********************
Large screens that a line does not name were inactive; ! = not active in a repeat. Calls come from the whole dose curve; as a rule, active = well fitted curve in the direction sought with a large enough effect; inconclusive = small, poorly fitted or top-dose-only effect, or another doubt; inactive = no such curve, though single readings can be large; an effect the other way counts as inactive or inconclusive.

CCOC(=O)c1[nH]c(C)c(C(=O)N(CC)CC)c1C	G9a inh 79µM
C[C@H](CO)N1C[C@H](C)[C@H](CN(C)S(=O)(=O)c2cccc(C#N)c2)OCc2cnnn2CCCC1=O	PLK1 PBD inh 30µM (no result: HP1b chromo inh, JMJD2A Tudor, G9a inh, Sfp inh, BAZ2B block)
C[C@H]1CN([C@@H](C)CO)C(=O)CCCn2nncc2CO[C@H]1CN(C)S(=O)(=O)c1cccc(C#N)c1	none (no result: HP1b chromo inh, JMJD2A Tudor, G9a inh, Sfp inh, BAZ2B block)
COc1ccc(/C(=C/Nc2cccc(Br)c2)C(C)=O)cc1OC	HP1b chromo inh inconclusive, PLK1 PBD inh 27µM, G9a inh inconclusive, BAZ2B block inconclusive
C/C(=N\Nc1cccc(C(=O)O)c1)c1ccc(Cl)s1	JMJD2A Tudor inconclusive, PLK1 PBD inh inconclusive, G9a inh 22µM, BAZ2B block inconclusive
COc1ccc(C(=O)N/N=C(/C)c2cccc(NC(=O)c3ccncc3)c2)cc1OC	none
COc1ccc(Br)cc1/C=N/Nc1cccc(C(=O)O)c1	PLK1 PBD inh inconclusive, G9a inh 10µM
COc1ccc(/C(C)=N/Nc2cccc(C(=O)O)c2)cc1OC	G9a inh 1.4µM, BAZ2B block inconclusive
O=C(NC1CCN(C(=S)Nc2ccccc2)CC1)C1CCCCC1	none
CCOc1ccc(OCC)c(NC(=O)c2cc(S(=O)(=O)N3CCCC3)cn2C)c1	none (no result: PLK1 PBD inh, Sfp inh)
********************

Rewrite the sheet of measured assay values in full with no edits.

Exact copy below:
Large screens that a line does not name were inactive; ! = not active in a repeat. Calls come from the whole dose curve; as a rule, active = well fitted curve in the direction sought with a large enough effect; inconclusive = small, poorly fitted or top-dose-only effect, or another doubt; inactive = no such curve, though single readings can be large; an effect the other way counts as inactive or inconclusive.

CCOC(=O)c1[nH]c(C)c(C(=O)N(CC)CC)c1C	G9a inh 79µM
C[C@H](CO)N1C[C@H](C)[C@H](CN(C)S(=O)(=O)c2cccc(C#N)c2)OCc2cnnn2CCCC1=O	PLK1 PBD inh 30µM (no result: HP1b chromo inh, JMJD2A Tudor, G9a inh, Sfp inh, BAZ2B block)
C[C@H]1CN([C@@H](C)CO)C(=O)CCCn2nncc2CO[C@H]1CN(C)S(=O)(=O)c1cccc(C#N)c1	none (no result: HP1b chromo inh, JMJD2A Tudor, G9a inh, Sfp inh, BAZ2B block)
COc1ccc(/C(=C/Nc2cccc(Br)c2)C(C)=O)cc1OC	HP1b chromo inh inconclusive, PLK1 PBD inh 27µM, G9a inh inconclusive, BAZ2B block inconclusive
C/C(=N\Nc1cccc(C(=O)O)c1)c1ccc(Cl)s1	JMJD2A Tudor inconclusive, PLK1 PBD inh inconclusive, G9a inh 22µM, BAZ2B block inconclusive
COc1ccc(C(=O)N/N=C(/C)c2cccc(NC(=O)c3ccncc3)c2)cc1OC	none
COc1ccc(Br)cc1/C=N/Nc1cccc(C(=O)O)c1	PLK1 PBD inh inconclusive, G9a inh 10µM
COc1ccc(/C(C)=N/Nc2cccc(C(=O)O)c2)cc1OC	G9a inh 1.4µM, BAZ2B block inconclusive
O=C(NC1CCN(C(=S)Nc2ccccc2)CC1)C1CCCCC1	none
CCOc1ccc(OCC)c(NC(=O)c2cc(S(=O)(=O)N3CCCC3)cn2C)c1	none (no result: PLK1 PBD inh, Sfp inh)